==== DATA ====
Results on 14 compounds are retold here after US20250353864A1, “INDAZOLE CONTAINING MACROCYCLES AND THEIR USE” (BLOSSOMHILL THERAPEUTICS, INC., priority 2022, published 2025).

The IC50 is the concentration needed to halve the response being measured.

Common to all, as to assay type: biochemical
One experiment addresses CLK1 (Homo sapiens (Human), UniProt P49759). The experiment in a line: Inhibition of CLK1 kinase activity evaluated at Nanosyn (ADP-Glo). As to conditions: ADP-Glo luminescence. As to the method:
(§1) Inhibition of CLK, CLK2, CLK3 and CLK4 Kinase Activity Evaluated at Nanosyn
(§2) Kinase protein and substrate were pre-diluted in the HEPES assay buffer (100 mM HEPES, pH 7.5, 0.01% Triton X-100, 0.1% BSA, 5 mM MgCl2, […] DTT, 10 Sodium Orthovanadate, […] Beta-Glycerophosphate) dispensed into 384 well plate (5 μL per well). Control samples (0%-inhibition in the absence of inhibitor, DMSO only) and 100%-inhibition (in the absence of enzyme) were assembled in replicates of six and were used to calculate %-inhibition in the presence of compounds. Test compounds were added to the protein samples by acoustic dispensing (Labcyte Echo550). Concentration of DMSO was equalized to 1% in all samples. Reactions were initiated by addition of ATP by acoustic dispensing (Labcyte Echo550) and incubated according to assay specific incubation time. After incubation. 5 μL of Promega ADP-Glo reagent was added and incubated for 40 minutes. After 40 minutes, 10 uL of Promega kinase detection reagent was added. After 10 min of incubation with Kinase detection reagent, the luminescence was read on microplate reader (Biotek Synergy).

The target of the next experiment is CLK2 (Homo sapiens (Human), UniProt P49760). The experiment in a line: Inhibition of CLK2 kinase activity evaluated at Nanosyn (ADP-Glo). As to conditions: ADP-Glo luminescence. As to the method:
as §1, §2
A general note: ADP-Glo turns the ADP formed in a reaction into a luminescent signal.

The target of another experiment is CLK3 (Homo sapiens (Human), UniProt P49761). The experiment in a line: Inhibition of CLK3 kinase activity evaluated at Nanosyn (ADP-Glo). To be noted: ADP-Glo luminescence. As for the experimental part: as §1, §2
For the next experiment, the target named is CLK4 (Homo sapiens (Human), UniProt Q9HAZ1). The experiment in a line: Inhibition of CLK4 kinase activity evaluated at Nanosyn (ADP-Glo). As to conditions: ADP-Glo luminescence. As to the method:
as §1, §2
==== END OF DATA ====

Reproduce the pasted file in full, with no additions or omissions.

Results on 14 compounds are retold here after US20250353864A1, “INDAZOLE CONTAINING MACROCYCLES AND THEIR USE” (BLOSSOMHILL THERAPEUTICS, INC., priority 2022, published 2025).

The IC50 is the concentration needed to halve the response being measured.

Common to all, as to assay type: biochemical
One experiment addresses CLK1 (Homo sapiens (Human), UniProt P49759). The experiment in a line: Inhibition of CLK1 kinase activity evaluated at Nanosyn (ADP-Glo). As to conditions: ADP-Glo luminescence. As to the method:
(§1) Inhibition of CLK, CLK2, CLK3 and CLK4 Kinase Activity Evaluated at Nanosyn
(§2) Kinase protein and substrate were pre-diluted in the HEPES assay buffer (100 mM HEPES, pH 7.5, 0.01% Triton X-100, 0.1% BSA, 5 mM MgCl2, […] DTT, 10 Sodium Orthovanadate, […] Beta-Glycerophosphate) dispensed into 384 well plate (5 μL per well). Control samples (0%-inhibition in the absence of inhibitor, DMSO only) and 100%-inhibition (in the absence of enzyme) were assembled in replicates of six and were used to calculate %-inhibition in the presence of compounds. Test compounds were added to the protein samples by acoustic dispensing (Labcyte Echo550). Concentration of DMSO was equalized to 1% in all samples. Reactions were initiated by addition of ATP by acoustic dispensing (Labcyte Echo550) and incubated according to assay specific incubation time. After incubation. 5 μL of Promega ADP-Glo reagent was added and incubated for 40 minutes. After 40 minutes, 10 uL of Promega kinase detection reagent was added. After 10 min of incubation with Kinase detection reagent, the luminescence was read on microplate reader (Biotek Synergy).

The target of the next experiment is CLK2 (Homo sapiens (Human), UniProt P49760). The experiment in a line: Inhibition of CLK2 kinase activity evaluated at Nanosyn (ADP-Glo). As to conditions: ADP-Glo luminescence. As to the method:
as §1, §2
A general note: ADP-Glo turns the ADP formed in a reaction into a luminescent signal.

The target of another experiment is CLK3 (Homo sapiens (Human), UniProt P49761). The experiment in a line: Inhibition of CLK3 kinase activity evaluated at Nanosyn (ADP-Glo). To be noted: ADP-Glo luminescence. As for the experimental part: as §1, §2
For the next experiment, the target named is CLK4 (Homo sapiens (Human), UniProt Q9HAZ1). The experiment in a line: Inhibition of CLK4 kinase activity evaluated at Nanosyn (ADP-Glo). As to conditions: ADP-Glo luminescence. As to the method:
as §1, §2